Yes, that's a mouthful, so let me break it down for you:
My group, SPARTAN, controls the External cooling loops. We have 2 of them, and they flow pure ammonia through their lines. Each loop cools half of each module (which each have 2 internal cooling loops) and half of the electrical power boxes. Our electrical converters put off a lot of heat (the price of converting power from one voltage to another) and without this cooling, they would overheat and need to be powered off. There is no cross-over capability externally, so those boxes cooled by one loop cannot be cooled by the other loop.
So, on July 31st, 2010, the power feed to the Loop A pump failed, causing that ammonia to go stagnant. As a result, we had to turn off the power converters on the loop. It leaves you in a terrible place- there's no spare power for payloads and you have to turn off most of your redundant computers, so its putting all your eggs in one basket. Another coolant loop or power failure could break all your eggs!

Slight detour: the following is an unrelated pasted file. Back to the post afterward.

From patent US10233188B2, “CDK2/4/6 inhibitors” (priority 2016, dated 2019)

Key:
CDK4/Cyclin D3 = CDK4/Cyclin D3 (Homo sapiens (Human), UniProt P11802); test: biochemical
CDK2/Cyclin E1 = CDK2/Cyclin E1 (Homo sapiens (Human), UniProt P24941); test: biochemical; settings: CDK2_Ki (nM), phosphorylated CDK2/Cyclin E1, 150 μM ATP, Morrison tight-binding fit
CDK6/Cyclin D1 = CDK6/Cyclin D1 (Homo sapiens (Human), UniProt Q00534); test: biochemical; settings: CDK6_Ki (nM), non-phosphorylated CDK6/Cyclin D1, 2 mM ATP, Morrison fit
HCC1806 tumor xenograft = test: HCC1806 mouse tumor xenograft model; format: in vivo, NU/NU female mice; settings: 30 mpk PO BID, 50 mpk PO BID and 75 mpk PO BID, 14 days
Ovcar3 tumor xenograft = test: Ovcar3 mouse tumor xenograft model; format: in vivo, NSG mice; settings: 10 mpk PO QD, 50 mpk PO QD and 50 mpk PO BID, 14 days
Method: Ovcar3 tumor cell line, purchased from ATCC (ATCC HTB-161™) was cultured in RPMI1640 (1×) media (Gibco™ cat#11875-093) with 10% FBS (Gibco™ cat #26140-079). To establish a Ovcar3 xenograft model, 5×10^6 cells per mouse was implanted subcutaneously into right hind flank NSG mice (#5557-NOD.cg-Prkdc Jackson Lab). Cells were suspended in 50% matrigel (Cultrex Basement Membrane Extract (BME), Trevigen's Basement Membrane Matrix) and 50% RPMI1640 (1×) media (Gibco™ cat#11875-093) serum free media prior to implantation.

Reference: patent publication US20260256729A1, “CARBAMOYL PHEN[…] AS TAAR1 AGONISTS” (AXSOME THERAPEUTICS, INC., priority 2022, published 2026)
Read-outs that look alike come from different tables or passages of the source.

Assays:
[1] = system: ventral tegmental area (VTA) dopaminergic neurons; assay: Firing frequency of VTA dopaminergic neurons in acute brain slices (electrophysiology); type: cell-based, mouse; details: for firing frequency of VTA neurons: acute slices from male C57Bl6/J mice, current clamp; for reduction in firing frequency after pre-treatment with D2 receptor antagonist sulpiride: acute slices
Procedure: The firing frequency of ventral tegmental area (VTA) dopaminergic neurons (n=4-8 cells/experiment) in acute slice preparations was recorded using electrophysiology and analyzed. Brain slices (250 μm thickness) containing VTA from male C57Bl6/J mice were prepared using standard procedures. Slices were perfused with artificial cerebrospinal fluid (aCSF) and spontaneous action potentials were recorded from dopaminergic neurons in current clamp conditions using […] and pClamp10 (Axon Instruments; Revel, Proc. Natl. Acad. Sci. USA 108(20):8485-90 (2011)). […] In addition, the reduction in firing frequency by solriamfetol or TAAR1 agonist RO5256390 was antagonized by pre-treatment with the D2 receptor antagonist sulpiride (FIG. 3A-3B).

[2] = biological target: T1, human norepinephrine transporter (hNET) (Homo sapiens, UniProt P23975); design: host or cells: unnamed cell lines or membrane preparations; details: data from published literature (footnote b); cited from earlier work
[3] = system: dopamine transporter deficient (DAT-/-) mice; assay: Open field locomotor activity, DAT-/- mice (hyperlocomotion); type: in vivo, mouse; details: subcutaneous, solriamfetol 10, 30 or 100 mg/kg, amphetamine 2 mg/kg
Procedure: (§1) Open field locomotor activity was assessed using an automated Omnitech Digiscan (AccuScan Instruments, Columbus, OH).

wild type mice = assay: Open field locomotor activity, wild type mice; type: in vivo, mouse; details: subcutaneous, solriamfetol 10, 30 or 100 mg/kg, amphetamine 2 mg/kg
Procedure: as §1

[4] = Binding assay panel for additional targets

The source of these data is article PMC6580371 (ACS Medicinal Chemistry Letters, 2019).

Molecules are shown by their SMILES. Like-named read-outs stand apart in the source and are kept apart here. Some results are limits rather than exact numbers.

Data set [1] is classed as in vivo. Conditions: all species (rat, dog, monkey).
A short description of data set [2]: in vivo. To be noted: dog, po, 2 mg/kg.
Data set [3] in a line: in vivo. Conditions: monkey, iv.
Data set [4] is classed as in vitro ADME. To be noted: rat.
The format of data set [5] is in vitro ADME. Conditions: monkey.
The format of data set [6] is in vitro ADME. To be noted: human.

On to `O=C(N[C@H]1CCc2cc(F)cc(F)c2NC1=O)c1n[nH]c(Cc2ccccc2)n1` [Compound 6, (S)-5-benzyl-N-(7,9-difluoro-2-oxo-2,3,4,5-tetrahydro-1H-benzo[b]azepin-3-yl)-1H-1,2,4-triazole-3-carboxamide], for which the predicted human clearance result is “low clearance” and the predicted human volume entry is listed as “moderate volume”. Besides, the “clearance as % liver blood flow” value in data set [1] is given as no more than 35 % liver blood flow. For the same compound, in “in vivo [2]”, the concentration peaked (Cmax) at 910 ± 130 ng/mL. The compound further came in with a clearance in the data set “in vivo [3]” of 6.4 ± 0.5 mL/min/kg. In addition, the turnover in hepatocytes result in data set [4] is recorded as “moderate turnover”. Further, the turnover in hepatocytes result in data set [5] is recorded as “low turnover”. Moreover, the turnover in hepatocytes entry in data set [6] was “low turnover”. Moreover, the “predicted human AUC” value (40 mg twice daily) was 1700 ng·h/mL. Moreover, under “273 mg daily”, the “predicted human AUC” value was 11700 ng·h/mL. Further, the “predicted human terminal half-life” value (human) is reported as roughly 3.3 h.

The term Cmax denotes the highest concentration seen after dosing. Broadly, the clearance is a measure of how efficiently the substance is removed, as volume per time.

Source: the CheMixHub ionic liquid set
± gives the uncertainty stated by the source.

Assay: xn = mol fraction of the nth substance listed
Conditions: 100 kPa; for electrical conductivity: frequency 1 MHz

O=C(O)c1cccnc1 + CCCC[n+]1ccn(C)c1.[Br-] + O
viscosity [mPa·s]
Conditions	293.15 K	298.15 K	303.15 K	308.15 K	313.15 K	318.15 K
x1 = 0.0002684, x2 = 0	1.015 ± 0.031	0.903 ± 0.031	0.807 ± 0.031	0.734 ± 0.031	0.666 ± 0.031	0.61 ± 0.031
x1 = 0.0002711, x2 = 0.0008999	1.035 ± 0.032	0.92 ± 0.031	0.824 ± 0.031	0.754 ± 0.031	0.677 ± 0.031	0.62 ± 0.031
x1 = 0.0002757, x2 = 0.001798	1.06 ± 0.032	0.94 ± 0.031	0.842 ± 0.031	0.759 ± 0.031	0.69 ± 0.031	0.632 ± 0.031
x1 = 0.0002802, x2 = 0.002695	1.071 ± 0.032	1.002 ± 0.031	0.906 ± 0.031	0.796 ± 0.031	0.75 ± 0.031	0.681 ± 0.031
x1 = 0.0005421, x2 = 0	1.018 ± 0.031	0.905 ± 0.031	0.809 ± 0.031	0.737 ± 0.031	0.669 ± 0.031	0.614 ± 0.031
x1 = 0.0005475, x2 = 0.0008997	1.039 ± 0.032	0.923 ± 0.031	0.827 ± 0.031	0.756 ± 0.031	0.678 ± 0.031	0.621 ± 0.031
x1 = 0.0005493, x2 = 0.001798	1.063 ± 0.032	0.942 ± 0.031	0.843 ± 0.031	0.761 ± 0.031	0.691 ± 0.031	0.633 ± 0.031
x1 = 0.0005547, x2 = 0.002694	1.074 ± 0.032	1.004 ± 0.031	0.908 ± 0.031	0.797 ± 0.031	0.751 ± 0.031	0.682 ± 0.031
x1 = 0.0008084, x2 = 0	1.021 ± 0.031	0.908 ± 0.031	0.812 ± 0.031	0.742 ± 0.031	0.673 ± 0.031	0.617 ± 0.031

The pump is the size of a washing machine , full of pressurized, dangerous ammonia, and, oh yeah, outside. So to fix it, we needed to do several spacewalks. Usually for spacewalks, the actual crewmembers who are doing the walk practice the actual tasks they will do many times in the Neutral Buoyancy Lab pool. By the time they are on-orbit, in a space suit, they have practiced the exact motions, almost like a choreographed dance. However, for a contingency EVA, they are already on the ISS and have not practiced the task in many many months, if at all. Each EVA was run through several times on the ground by a different pair of astronauts, and then the detailed instructions were delivered to the crew... the best we could do on short notice!
It ended up taking 3 spacewalks to complete the removal of the old pump, and complete install of the new pump. A little over 2 weeks after the pump went down, we had a new pump! It was a very busy time for several members of our team who worked on the EVA plans. I was new, only been certified for a few months, so I spent most of the time watching and learning. Hopefully it'll be a long time before I have to put those skills to use again!
This video is from the whole increment, but if you go to 4 minutes (until about 6:30), you can hear actual warning tones (the sound the station makes when something bad happens), space to ground communication, and see some EVA pics/video.
Here's some links to read more about it:
Wikipedia Expedition 24
NASA Spaceflight Failure overview
NASA's press release about our new pump